I think there’s a reasonable likelihood that the August figure when we get it at the end of this month will show a break below the TTM once again.  As of July, current margin debt was $487 billion and my spreadsheet calculates the TTM average as $473 billion.  Based on the size of margin moves to size of market moves downward in the past, that’s within striking distance of dropping under the average.

In particular, looking at the over/under runs of this signal suggests the momentum trends that building leverage (building new credit) plays in supporting market momentum upward, and how deleveraging and unwinding credit and credit risk develops a solid run of momentum to the downside once the ball gets rolling.  

It's also worth noting that in an environment with huge ramps and declines like the 2000-2003 selloff, the 2003-2007 bull market, the 2007-2009 selloff and the bull market since, this signal could have been a very helpful corroborating risk on/risk off indicator.  However, in the August, 2011 correction, most of the damage was done before we even had the signal, so it wouldn't have been of much help except as a warning of possible increasing danger that then, in fact, didn't arrive.  That suggests that if we continue with large market cycle swings, the signal will likely continue to be useful, but will be less valuable if the market develops more a style of fast, shorter corrections and sideways movement instead of the larger cycles.  I think that a continuing the larger leveraging/deleveraging (or maybe just deleveraging ;-) swings remains a decent bet, so am keeping a close eye on this signal.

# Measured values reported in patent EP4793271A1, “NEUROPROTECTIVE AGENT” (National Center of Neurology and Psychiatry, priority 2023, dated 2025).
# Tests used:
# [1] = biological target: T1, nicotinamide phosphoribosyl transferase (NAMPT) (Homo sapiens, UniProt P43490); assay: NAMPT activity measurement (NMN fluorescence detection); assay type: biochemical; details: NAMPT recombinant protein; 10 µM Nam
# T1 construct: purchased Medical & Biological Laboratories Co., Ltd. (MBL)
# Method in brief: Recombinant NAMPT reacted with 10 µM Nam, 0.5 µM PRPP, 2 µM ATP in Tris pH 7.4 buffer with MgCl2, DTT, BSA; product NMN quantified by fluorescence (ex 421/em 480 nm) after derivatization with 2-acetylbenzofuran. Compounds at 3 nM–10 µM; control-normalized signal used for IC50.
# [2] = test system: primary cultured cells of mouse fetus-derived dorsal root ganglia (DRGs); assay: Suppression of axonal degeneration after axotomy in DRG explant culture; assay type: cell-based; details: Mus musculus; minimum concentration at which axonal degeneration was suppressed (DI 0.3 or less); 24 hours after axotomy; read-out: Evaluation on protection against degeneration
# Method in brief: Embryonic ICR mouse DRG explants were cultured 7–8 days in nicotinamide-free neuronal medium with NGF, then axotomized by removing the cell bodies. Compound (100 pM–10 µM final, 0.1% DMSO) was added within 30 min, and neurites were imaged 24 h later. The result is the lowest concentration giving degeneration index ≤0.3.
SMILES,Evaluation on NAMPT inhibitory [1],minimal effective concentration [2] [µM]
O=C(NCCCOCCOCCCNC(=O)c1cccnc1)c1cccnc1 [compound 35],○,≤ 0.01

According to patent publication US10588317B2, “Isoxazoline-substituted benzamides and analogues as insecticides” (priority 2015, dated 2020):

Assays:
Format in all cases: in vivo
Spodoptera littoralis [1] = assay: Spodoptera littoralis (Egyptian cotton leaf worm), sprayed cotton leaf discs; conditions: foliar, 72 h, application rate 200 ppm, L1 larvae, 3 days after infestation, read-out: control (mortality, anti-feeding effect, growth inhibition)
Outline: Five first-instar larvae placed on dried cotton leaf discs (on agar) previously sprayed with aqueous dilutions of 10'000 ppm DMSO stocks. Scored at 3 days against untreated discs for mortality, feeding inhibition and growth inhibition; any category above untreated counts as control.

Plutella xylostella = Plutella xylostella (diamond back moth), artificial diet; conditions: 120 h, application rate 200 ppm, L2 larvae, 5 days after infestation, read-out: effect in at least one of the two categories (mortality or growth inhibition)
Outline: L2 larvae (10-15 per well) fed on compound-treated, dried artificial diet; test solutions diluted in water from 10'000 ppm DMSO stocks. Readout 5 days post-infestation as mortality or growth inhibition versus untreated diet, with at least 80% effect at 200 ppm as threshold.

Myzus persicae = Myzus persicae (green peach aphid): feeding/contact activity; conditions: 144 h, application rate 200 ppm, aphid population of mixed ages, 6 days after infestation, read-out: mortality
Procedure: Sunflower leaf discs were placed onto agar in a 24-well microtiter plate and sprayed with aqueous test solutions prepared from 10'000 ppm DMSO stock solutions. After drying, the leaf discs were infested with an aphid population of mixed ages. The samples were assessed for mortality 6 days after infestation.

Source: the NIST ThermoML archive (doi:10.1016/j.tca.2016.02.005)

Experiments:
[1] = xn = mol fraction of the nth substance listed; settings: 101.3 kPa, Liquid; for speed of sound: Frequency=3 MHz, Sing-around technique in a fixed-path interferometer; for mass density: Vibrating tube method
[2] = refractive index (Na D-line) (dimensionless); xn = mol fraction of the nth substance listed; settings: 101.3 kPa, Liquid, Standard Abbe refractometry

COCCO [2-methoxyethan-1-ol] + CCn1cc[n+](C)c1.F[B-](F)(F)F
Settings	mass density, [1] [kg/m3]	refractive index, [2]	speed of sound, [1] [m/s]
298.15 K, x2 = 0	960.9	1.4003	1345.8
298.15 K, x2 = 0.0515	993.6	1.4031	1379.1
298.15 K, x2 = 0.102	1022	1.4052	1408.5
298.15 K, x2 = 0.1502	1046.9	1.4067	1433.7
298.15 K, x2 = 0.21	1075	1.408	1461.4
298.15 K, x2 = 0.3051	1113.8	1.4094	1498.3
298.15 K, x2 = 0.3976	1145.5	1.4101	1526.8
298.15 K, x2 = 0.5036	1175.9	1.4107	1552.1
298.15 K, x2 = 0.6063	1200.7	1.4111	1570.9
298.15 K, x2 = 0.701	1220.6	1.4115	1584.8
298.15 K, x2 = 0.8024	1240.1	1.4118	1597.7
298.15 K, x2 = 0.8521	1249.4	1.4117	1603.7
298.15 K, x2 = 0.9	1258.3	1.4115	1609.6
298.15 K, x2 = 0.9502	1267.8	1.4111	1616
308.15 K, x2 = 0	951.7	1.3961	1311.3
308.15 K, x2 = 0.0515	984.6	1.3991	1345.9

KugsCheese's picture
KugsCheese
Status: Diamond Member (Offline)
Joined: Jan 2 2010
Posts: 1429
davefairtex wrote: I couldn't
davefairtex wrote:

I couldn't agree more.  Margin debt is extremely well correlated with market performance.  I was alarmed last year after it started to decline, but it was a false alarm.

It will be really interesting to see what the updated value is when it comes out.  This is one of my four or five favorite indicators.

Was the false alarm caused by government agencies (including CBs) buying stock?  See China!

KugsCheese's picture
KugsCheese
Status: Diamond Member (Offline)
Joined: Jan 2 2010
Posts: 1429
Forced Tightening?

With EM including China selling material US T Bills and Bonds (due to $ getting stronger) that should spike interest rate.  Short of an emergency QE4 before year end, I think this could put additional pressure on the gamblers with margin debt.  Things are bit hazy because in a panic investors usually run to bonds.  Will EM sales of US bonds overwhelm that flight to safety?

darleneortiz's picture
darleneortiz
Status: Member (Offline)
Joined: Mar 26 2014
Posts: 17
thats really a debatable

thats really a debatable point! as i am not certain about which side to pick? the clock is ticking or not? whether its really a bomb or a hoax?

pyranablade's picture
pyranablade
Status: Silver Member (Offline)
Joined: Nov 8 2010
Posts: 205
Catherine Austin Fitts

This is a long video but it is pretty remarkable:

In a nutshell, she's saying that the elites deliberately ruined things and there is no transparency in the USA and if people would rise up we could still overthrow the corrupt elites - but that isn't so easy, because those elites are controlling the mainstream media. Please watch it yourself - what do you think?